Section 13(1)(e) in the Prevention of Corruption Act, 1988
13. Criminal misconduct by a public servant:
(1) A public servant is said to commit the offence of criminal misconduct,- (e) if he or any person on his behalf, is in possession or has, at any time during the period of his office, been in possession for which the public servant cannot satisfactorily account, of pecuniary resources or property disproportionate to his known sources of income. Explanation.—For the purposes of this section, “known sources of income” means income received from any lawful source and such receipt has been intimated in accordance with the provisions of any law, rules or orders for the time being applicable to a public servant.
- M. Krishna Reddy v. State Deupty Superintendent of Police, Hyderabad (SC)- 17-07-1992
An analysis of Section 5(1)(e) of the Act, 1947 which corresponds to Section 13(1)(e) of the new Act of 1988 shows that is not the mere acquisition of property that constitutes an offence under the provisions of the Act but it is the failure to satisfactorily account for such possession that makes the possession objectionable as offending the law…In other words, only after the prosecution has proved the required ingredients, the burden of satisfactorily accounting for the possession of such resources or property shifts to the accused…We are unable to appreciate that reasoning and hold that the prosecution has not satisfactorily discharged the expected burden of proof in disproving the claim of the appellant. Therefore, on the fact of these unassailable documents i.e. the wealth tax and income tax returns, we hold that the appellant is entitled to have a deduction of Rs. 56,240.00 from the disproportionate assets of Rs. 2,37,842/……the prosecution cannot be said to have successfully fixed the criminality under Section 5(1)(e) of the Act
on the appellant who had completed an unblemished service well for over a period of 25 years- https://www.legitquest.com/case/m-krishna-reddy-v-state-deupty-superintendent-of-police-hyderabad/12A1
2. D.S.P., Chennai v. K. Inbasagaran (SC)- 07-12-2005
In view of the explanation given by the husband and when it has been substantiated by the evidence of the wife, the other witnesses who have been produced on behalf of the accused coupled with the fact that the entire money has been treated in the hands of the wife and she has owned it and she has been assessed by the Income-tax Department, it will not be proper to hold the accused guilty under the prevention of Corruption Act as his explanation appears to be plausible and justifiable. The burden is on the accused to offer plausible explanation and in the present case, he has satisfactorily explained that the whole money which has been recovered from his house does not belong to him and it belonged to his wife. Therefore, he has satisfactorily accounted for the recovery of the unaccounted money. Since the crucial question in this case was of the possession and the premises in question was jointly shared by the wife and the husband and the wife having accepted the entire recovery at her hand, it will not be proper to hold husband guilty. https://www.legitquest.com/case/dsp-chennai-v-k-inbasagaran/2252F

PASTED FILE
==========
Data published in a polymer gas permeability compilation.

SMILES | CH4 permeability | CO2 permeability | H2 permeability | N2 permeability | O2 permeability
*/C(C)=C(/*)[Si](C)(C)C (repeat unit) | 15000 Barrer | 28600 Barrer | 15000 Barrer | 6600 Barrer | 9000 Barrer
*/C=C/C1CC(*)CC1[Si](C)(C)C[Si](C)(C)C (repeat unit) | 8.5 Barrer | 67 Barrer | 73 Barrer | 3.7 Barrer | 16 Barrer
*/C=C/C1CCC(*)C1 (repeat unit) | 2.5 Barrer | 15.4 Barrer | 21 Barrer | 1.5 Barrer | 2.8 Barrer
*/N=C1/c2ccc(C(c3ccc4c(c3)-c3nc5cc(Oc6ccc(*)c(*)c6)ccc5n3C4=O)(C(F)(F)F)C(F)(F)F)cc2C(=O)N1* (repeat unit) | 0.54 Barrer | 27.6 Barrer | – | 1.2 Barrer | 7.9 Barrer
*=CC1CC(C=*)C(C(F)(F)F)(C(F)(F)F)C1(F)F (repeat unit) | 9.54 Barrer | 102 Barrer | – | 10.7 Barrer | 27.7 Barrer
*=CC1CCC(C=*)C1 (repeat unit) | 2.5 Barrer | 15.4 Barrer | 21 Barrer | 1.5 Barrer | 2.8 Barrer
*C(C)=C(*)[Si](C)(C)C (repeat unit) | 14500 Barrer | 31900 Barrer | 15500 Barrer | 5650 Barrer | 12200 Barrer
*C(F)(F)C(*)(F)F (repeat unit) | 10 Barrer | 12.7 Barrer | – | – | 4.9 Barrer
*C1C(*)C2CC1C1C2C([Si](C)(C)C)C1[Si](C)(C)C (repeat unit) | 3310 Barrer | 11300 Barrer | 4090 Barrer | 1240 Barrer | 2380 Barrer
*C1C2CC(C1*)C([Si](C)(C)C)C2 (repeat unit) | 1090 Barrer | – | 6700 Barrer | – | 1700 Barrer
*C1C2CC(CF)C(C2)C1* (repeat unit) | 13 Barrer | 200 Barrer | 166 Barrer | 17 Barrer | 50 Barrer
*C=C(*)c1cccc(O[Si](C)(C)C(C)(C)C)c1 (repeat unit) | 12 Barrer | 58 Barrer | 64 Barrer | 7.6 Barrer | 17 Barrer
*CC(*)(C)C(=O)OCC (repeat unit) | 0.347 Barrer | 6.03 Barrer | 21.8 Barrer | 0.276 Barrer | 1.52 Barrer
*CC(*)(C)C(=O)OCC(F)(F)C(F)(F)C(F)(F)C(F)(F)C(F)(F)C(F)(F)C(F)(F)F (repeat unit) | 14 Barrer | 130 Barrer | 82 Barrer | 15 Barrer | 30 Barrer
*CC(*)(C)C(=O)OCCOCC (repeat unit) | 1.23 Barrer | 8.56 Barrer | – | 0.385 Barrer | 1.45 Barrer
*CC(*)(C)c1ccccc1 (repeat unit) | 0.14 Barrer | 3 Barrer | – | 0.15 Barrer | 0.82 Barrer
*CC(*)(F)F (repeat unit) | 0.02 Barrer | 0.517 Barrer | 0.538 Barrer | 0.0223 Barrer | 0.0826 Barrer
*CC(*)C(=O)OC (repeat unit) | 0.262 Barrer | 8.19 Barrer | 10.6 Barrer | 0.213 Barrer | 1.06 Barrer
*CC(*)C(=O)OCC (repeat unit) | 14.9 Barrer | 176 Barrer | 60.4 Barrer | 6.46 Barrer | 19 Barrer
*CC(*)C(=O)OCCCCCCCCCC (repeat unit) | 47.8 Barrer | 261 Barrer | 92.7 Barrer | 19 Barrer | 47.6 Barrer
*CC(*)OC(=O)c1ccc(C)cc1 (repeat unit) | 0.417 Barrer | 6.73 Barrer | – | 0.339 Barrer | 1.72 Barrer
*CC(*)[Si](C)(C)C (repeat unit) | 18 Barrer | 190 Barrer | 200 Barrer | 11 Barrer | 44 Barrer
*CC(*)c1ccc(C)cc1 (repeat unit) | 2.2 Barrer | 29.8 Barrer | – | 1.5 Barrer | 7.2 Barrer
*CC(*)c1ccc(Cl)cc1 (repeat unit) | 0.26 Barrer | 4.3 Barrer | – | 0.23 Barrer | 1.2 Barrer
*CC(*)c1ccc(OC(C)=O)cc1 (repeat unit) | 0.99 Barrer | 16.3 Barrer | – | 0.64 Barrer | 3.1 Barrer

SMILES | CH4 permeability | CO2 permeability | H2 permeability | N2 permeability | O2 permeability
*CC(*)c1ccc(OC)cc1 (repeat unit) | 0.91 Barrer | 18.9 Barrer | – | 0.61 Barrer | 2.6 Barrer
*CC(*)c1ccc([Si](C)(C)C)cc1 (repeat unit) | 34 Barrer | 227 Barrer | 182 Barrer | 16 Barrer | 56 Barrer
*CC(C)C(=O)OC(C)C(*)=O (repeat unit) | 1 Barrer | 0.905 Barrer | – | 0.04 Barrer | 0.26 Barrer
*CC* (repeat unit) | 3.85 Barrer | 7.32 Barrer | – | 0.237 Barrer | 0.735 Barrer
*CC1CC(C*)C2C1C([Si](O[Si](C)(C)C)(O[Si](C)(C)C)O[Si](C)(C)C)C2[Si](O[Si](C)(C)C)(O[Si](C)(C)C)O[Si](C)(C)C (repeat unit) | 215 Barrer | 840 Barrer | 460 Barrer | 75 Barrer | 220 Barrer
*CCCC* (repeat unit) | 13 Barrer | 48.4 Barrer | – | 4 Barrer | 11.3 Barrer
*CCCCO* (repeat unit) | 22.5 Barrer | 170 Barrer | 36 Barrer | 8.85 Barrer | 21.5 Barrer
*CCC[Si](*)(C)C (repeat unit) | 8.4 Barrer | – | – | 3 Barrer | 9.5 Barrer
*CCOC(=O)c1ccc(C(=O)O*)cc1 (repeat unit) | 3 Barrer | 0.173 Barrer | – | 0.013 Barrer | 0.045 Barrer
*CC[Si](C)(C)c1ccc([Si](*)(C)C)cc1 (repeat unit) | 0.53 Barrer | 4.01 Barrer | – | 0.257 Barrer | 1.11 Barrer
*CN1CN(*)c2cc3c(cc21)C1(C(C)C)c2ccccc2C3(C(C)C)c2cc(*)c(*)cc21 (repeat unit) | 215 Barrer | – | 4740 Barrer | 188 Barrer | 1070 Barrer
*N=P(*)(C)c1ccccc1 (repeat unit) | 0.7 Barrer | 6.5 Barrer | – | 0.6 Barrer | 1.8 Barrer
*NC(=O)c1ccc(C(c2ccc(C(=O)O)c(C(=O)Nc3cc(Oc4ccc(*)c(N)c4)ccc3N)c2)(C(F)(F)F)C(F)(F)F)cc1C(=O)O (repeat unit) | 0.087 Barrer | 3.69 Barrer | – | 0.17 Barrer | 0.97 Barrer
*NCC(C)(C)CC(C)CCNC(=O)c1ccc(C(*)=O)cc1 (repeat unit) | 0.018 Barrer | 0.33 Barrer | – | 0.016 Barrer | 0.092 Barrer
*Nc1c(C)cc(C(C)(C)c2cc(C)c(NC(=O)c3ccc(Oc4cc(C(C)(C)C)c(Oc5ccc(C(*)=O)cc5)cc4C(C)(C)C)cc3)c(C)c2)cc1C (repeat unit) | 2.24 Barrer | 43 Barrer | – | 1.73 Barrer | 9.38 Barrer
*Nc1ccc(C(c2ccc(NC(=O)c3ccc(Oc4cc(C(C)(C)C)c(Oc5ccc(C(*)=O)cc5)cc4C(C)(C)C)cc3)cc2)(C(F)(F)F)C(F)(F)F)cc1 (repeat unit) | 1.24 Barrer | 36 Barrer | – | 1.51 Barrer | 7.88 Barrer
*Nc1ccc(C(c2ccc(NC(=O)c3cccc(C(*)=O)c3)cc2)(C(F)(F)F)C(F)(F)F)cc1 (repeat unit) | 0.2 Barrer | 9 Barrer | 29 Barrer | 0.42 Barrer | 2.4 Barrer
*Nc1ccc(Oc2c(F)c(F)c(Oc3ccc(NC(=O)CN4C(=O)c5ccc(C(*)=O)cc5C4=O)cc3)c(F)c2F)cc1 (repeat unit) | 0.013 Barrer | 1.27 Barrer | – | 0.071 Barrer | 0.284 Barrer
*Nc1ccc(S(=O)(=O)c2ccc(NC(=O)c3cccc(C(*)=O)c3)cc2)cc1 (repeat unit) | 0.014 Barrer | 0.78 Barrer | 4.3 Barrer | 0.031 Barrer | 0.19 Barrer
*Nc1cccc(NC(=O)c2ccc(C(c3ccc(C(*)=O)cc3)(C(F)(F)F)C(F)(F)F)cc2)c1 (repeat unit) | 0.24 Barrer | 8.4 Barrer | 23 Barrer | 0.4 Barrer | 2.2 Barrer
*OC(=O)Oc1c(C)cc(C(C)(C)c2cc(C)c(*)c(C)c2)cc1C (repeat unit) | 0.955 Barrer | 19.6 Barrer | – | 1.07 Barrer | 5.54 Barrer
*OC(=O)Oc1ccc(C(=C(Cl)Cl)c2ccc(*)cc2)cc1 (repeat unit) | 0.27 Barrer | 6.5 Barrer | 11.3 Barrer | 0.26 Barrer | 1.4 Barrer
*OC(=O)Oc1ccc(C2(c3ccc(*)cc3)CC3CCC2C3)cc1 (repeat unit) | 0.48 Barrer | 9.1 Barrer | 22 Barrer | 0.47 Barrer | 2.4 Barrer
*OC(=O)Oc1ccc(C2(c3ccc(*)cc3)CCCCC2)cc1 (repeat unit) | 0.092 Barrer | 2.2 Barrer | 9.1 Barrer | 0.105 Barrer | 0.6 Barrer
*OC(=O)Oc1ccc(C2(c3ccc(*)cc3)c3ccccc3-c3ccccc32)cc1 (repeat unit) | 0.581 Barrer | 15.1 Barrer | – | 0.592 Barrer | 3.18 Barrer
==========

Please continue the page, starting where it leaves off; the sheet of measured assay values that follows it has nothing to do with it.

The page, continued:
3. Tej Prakash Shami & Anr vs The State Of W. B. & Anr (Calcutta HC)- 6 May, 2016
The Income Tax Return was also submitted long after the check period and long after initiating the present criminal proceeding by the Central Bureau of Investigation against the petitioner no.1. The above aspect of evidence collected during investigation indicates that the petitioner no.2 tried to help her husband petitioner no.1 to wriggle out of the liability of acquiring disproportionate assets during the check period, but the said evidence cannot go to prima facie establish that the petitioner no.2 instigated the petitioner no.1 or engaged in any conspiracy or intentionally aided by doing any specific act for acquiring disproportionate assets by the petitioner no.1. In the absence of any evidence to establish the prima facie charge of abetment against the petitioner no.2, I would like to accept the contention made on her behalf that she is not liable to be prosecuted for the offence under Section 109 of the Indian Penal Code read with Section 13(2) and Section 13(1)(e) of the Prevention of Corruption Act. https://www.legitquest.com/case/tej-prakash-shami–anr-v-the-state-of-w-b–anr/1D1148
4. Selvi. J. Jayalalithaa & Others v. Central Bureau of Investigation, represented by its SP/CBI/CBI, Chennai (Madras HC)- 30-09-2011